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One in Four Americans Has a Clutter Problem — And Could Be Sitting on Some Serious Cash

All that stuff eating up space could actually be translated into more money in your pockets.
The Wider Image: Less is less - Japan's minimalists
Clothes hang in a wardrobe. REUTERS/Thomas Peter

One-quarter of Americans cop to having a “clutter problem.”

Hardly surprising then, that the average home contains 300,000 items. And there’s an emotional cost to that. Research conducted for the Huffington Post showed that 84 percent of Americans worry that their homes aren’t organized (or clean) enough — and 55 percent of those folks say it’s a big cause of stress.

The other toll is financial. All that stuff that’s eating up space and energy could actually be translated into more money in your pockets. So what's the best way to pare your surroundings down while simultaneously fattening up your wallets?

We’re not talking about having a tag sale, or listing on eBay. There are now apps and websites that allow you to sell specific items in a very targeted way. For example:

The New eBay/Amazon

If you’re selling something unusual — or quirky — Bonanza is the place. You’ll find rocks and fossils, Elvis platinum records, vintage lunchboxes, and just about everything else. Sellers love it because the ratio of people shopping to people selling is exceptionally high.

The New Craigslist

LetGo, OfferUp, Close5, and Facebook Marketplace are all focused on helping you sell in your local area. Both LetGo and OfferUp have raised considerable money from venture capitalists. LetGo says it has more than 20 million active monthly users.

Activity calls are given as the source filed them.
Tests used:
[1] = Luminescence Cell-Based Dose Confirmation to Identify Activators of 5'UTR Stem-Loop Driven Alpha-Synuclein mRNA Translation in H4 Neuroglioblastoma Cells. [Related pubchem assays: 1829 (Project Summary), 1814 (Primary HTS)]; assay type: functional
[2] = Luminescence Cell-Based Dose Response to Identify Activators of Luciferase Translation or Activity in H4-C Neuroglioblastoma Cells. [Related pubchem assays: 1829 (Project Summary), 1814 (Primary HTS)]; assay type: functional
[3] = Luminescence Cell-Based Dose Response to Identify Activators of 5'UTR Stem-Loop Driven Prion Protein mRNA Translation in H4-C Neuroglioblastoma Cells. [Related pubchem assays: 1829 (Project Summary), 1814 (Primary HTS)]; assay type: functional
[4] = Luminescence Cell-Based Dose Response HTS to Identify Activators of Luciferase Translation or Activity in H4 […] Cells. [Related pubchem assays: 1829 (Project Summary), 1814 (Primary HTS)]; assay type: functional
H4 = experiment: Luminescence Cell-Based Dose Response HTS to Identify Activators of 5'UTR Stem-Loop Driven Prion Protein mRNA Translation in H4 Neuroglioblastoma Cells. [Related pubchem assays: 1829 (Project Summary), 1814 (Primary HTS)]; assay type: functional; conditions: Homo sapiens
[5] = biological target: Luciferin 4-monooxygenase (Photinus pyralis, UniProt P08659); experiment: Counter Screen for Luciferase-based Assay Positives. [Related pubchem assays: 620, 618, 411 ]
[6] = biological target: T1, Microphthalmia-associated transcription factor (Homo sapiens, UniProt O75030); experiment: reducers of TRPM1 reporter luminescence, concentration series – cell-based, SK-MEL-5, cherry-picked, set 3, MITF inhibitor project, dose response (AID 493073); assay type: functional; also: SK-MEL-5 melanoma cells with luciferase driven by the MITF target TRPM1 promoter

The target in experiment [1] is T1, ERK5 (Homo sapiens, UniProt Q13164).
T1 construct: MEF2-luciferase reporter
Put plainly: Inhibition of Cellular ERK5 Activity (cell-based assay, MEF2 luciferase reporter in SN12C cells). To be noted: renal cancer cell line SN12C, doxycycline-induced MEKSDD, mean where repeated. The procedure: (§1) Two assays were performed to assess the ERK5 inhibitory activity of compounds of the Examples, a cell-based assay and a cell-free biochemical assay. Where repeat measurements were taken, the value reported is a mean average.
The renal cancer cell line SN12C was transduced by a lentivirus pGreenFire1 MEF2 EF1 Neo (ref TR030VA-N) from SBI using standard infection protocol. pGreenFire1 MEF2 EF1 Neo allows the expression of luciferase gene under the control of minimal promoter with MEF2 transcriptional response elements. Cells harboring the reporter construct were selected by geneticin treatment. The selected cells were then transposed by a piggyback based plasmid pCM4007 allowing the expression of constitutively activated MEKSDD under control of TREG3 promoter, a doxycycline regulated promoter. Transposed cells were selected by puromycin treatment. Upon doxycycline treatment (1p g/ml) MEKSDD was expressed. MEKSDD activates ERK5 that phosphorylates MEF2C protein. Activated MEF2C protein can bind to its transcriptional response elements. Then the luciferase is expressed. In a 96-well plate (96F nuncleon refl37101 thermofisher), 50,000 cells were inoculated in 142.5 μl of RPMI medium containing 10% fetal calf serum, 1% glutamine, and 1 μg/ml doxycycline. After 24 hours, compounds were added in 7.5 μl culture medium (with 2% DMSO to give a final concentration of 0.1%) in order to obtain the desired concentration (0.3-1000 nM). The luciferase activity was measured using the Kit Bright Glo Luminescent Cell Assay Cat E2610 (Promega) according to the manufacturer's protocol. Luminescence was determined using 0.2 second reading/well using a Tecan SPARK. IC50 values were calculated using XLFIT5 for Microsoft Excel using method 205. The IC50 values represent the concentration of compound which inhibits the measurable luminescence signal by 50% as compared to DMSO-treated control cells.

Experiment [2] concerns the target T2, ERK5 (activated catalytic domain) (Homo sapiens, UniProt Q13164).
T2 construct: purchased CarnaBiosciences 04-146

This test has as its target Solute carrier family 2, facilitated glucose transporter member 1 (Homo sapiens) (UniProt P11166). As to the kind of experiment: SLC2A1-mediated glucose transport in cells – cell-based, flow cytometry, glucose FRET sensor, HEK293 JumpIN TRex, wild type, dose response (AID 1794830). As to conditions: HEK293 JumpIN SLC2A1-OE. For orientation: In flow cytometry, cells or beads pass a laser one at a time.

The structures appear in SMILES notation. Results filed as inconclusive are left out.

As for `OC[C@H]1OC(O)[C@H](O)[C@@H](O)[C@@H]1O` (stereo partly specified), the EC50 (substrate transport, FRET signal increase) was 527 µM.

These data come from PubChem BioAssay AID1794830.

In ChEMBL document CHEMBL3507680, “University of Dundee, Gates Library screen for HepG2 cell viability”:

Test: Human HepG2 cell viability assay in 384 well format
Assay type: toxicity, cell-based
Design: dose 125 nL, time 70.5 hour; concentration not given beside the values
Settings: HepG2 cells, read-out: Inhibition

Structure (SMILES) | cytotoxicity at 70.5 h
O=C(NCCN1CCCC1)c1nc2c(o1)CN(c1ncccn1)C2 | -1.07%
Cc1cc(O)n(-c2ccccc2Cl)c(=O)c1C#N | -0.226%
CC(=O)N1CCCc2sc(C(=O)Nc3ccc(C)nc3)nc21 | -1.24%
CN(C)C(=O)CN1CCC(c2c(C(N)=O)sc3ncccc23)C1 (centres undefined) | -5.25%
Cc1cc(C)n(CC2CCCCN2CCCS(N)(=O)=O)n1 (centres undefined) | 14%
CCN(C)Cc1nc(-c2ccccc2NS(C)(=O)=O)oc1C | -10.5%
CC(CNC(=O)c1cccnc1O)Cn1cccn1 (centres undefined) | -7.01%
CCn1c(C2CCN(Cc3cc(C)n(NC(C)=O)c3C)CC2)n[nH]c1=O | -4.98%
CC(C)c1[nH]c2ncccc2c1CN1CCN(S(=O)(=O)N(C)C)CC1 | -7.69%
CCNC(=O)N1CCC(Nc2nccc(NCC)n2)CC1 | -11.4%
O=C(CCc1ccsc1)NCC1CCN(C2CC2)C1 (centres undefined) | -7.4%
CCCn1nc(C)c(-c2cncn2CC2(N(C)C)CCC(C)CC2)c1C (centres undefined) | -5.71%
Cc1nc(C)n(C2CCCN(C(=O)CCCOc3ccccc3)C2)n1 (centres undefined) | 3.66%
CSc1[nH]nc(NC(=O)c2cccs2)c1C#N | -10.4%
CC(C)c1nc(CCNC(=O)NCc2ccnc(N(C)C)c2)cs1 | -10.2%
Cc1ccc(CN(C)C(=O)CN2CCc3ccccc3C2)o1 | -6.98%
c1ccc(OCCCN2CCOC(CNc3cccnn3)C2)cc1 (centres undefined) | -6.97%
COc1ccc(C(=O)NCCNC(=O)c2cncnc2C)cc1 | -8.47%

As always, if you’re selling locally try to meet the buyer in a safe, public location. More than 450 million people buy and sell on Facebook every month. And Close5 is owned by eBay.

The New Consignment Stores

TheRealReal, a luxury consignment store, and ThredUp, which is more mainstream, will both take your merchandise and then pay you a percentage of the sale price when it sells.

Poshmark allows you to post it and set the price yourself. You can then interface with the seller and pay the site a fee of $2.95 if it’s under $15, or 20 percent if it’s over $15.

The New Best for Old Tech

Big stores like Amazon, Apple, BestBuy, and GameStop all have trade in/trade up programs. But you may do better by selling independently. Look at Decluttr, USell, Gazelle, NextWorth and Swappa.

To narrow down the places that might be best for you to sell, make sure you’re looking at the following:

  • How many customers/unique visitors the site/app gets each month. They may publicize this information on their website, or you could ask via a site contact form.
  • How long it takes to make a sale on average. Ask customer service if information isn't available on website.
  • Your take-home percentage of the sale. Obviously more is better, but if the merchandise doesn’t move, it’s meaningless.
  • How and when you'll get paid. Some sites pay monthly, some hold your cash for 90 days.
  • Who answers questions from potential buyers and takes care of item shipping? Take into account how much responsibility you want to have.

And once you’re ready to go, here are a few tips for selling effectively.

  • Don’t wait. If you know you’re going to sell something — whether it’s technology or fashion — time is not your friend. As soon as you decide it’s not a keeper, get rid of it.
  • Treat everything like it might be sold someday. This new world of reselling gives you another reason to take extra good care of your things. They’ll be worth more later on.
  • Take the best photos you can. Make sure the lighting is good, and show your items from as many angles as you can.
  • Write good copy. You don't have to be a professional writer, but it helps to get creative. One woman selling a couch on my neighborhood sales Facebook group said her sectional would be great for hosting friends for the Big Game. Be as specific as you can, including how big the item is, who makes it, what you paid for it originally, and what it's selling for today.
  • Be honest. Not only is revealing an item's faults (like a stain or a small rip) upfront the right thing to do, but it'll also save you time and disappointment later (like if the buyer declines or sends the item back).
  • Make sure the price is right. Consignment stores usually price merchandise at about one-third of retail price. That's about right for selling via these methods as well. If your item doesn't move quickly, lower the price until it does.